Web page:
On the other hand, items such as aerosol-removal filters or hairsprays require total spreading along fibers for effectiveness. The control of droplet sizes could also prove important for the fabrication of microstructures by resulting in the optimal spread of liquid material along pillars and similar forms, such as those found in various forms of lithography used in micro- and nanofabrication.

"Materials react differently to different drop sizes," Duprat said. "You can design a material to react to a specific drop size or you can produce a drop size to affect a specific material."

John Sullivan | EurekAlert!
Further information:

More articles from Materials Sciences:

nachricht Custom sequences for polymers using visible light
22.03.2018 | Tokyo Metropolitan University

nachricht The search for dark matter widens
21.03.2018 | American Institute of Physics

All articles from Materials Sciences >>>

The most recent press releases about innovation >>>

Die letzten 5 Focus-News des innovations-reports im Überblick:

Im Focus: Researchers Discover New Anti-Cancer Protein

An international team of researchers has discovered a new anti-cancer protein. The protein, called LHPP, prevents the uncontrolled proliferation of cancer cells in the liver. The researchers led by Prof. Michael N. Hall from the Biozentrum, University of Basel, report in “Nature” that LHPP can also serve as a biomarker for the diagnosis and prognosis of liver cancer.

The incidence of liver cancer, also known as hepatocellular carcinoma, is steadily increasing. In the last twenty years, the number of cases has almost doubled...

Im Focus: Researchers at Fraunhofer monitor re-entry of Chinese space station Tiangong-1

In just a few weeks from now, the Chinese space station Tiangong-1 will re-enter the Earth's atmosphere where it will to a large extent burn up. It is possible that some debris will reach the Earth's surface. Tiangong-1 is orbiting the Earth uncontrolled at a speed of approx. 29,000 km/h.Currently the prognosis relating to the time of impact currently lies within a window of several days. The scientists at Fraunhofer FHR have already been monitoring Tiangong-1 for a number of weeks with their TIRA system, one of the most powerful space observation radars in the world, with a view to supporting the German Space Situational Awareness Center and the ESA with their re-entry forecasts.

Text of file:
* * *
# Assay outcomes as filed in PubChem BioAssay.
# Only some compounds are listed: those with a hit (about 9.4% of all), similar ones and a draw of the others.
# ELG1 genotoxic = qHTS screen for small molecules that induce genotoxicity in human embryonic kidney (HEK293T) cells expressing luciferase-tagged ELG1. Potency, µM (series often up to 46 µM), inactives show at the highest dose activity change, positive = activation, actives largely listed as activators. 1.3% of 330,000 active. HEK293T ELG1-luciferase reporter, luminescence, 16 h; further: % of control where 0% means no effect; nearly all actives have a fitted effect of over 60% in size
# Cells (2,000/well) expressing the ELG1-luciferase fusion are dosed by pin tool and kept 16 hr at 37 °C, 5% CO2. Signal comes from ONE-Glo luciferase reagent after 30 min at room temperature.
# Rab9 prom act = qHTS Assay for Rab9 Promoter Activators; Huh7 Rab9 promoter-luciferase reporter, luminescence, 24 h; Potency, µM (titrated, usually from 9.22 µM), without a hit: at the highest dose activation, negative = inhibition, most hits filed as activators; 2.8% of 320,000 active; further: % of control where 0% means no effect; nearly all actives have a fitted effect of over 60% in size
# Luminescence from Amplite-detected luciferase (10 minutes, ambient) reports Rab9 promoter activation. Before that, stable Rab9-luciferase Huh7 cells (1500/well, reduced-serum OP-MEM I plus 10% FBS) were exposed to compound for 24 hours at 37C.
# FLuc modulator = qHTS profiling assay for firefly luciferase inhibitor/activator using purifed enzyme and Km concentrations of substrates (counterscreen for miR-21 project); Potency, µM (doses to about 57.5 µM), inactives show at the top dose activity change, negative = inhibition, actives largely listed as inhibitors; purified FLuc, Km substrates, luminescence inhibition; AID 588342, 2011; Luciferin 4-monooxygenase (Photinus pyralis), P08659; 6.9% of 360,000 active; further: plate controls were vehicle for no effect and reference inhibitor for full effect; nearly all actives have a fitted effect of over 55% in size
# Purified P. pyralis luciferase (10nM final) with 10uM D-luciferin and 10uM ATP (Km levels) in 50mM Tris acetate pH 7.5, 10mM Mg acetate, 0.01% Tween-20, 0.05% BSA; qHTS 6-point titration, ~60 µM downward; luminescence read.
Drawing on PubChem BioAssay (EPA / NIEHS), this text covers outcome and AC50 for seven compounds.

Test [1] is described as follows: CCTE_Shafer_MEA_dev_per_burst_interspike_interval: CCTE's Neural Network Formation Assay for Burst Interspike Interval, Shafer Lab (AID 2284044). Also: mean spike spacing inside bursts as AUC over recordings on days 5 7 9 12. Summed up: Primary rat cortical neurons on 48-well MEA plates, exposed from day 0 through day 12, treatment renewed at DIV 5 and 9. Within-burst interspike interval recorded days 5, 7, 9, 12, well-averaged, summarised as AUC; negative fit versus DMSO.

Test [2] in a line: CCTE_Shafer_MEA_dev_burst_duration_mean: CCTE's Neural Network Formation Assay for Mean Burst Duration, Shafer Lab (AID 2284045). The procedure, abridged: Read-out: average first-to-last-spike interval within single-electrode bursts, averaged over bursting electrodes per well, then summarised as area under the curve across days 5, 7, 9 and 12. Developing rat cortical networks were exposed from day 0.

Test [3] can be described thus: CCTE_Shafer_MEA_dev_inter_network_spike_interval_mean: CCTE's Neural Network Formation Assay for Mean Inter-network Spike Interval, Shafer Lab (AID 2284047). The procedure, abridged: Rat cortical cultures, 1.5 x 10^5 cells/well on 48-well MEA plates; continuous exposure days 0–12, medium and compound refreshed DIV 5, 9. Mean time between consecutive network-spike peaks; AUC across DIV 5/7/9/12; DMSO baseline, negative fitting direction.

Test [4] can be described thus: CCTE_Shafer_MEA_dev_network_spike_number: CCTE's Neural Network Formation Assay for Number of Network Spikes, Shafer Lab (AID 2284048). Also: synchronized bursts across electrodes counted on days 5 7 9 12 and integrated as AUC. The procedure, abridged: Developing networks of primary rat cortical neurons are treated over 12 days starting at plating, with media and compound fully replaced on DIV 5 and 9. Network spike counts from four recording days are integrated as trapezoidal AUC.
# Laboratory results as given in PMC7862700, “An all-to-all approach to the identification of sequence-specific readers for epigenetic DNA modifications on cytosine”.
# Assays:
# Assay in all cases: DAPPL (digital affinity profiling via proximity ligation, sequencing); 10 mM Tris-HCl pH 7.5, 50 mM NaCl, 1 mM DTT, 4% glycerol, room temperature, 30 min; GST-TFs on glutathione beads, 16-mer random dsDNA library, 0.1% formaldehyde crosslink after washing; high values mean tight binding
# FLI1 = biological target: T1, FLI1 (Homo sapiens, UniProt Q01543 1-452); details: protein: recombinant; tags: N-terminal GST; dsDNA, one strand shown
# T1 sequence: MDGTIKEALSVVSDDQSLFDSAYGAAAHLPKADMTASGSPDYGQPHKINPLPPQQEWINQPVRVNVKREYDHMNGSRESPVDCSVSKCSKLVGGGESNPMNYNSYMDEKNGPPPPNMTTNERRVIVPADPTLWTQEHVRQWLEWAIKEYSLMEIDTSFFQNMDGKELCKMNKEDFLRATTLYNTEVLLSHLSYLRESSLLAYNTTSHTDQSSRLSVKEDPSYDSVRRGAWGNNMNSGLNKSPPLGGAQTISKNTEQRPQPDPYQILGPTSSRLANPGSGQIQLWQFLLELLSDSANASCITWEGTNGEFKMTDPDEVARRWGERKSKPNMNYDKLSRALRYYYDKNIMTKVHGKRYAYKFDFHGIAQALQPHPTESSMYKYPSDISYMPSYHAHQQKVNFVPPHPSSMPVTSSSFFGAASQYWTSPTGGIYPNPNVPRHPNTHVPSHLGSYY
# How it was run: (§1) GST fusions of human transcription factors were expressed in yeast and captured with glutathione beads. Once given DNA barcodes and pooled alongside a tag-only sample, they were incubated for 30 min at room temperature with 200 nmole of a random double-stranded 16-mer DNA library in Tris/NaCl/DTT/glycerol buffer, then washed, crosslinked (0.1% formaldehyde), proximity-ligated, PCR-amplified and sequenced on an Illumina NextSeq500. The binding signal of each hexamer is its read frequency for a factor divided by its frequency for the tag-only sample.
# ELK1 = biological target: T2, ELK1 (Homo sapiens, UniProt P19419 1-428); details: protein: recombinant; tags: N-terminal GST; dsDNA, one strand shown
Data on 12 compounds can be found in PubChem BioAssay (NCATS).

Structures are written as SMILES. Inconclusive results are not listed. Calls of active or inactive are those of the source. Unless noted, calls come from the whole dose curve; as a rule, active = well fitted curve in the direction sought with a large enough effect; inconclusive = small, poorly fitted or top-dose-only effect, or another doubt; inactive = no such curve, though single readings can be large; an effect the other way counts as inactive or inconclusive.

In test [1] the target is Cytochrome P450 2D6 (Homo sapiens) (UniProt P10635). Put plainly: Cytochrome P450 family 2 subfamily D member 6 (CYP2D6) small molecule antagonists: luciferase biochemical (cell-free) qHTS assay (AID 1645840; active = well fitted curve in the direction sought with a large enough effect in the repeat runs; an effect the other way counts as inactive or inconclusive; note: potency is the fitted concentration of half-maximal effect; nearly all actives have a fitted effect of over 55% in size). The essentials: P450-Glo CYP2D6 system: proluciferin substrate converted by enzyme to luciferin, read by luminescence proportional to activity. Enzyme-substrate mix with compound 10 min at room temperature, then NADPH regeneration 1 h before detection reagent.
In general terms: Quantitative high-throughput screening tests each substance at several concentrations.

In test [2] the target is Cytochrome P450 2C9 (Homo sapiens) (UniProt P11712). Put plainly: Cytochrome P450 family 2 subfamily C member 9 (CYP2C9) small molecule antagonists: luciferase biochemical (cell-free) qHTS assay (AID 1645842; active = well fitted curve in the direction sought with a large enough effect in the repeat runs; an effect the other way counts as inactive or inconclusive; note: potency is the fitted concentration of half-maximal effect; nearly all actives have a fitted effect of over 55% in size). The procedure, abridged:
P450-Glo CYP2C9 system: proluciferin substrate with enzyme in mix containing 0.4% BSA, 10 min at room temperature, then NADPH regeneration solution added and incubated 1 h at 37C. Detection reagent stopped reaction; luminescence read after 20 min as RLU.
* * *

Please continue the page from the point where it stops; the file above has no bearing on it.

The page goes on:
Following the loss of radio contact with Tiangong-1 in 2016 and due to the low orbital height, it is now inevitable that the Chinese space station will...

Im Focus: Alliance „OLED Licht Forum“ – Key partner for OLED lighting solutions

Fraunhofer Institute for Organic Electronics, Electron Beam and Plasma Technology FEP, provider of research and development services for OLED lighting solutions, announces the founding of the “OLED Licht Forum” and presents latest OLED design and lighting solutions during light+building, from March 18th – 23rd, 2018 in Frankfurt a.M./Germany, at booth no. F91 in Hall 4.0.

They are united in their passion for OLED (organic light emitting diodes) lighting with all of its unique facets and application possibilities. Thus experts in...

Im Focus: Mars' oceans formed early, possibly aided by massive volcanic eruptions

Oceans formed before Tharsis and evolved together, shaping climate history of Mars

A new scenario seeking to explain how Mars' putative oceans came and went over the last 4 billion years implies that the oceans formed several hundred million...

Im Focus: Tiny implants for cells are functional in vivo

For the first time, an interdisciplinary team from the University of Basel has succeeded in integrating artificial organelles into the cells of live zebrafish embryos. This innovative approach using artificial organelles as cellular implants offers new potential in treating a range of diseases, as the authors report in an article published in Nature Communications.

In the cells of higher organisms, organelles such as the nucleus or mitochondria perform a range of complex functions necessary for life. In the networks of...

All Focus news of the innovation-report >>>



Industry & Economy
Event News

Virtual reality conference comes to Reutlingen

19.03.2018 | Event News

Ultrafast Wireless and Chip Design at the DATE Conference in Dresden

16.03.2018 | Event News

International Tinnitus Conference of the Tinnitus Research Initiative in Regensburg

13.03.2018 | Event News

Latest News

Custom sequences for polymers using visible light

22.03.2018 | Materials Sciences

Scientists develop tiny tooth-mounted sensors that can track what you eat

22.03.2018 | Health and Medicine

Mat baits, hooks and destroys pollutants in water

22.03.2018 | Earth Sciences

Science & Research
Overview of more VideoLinks >>>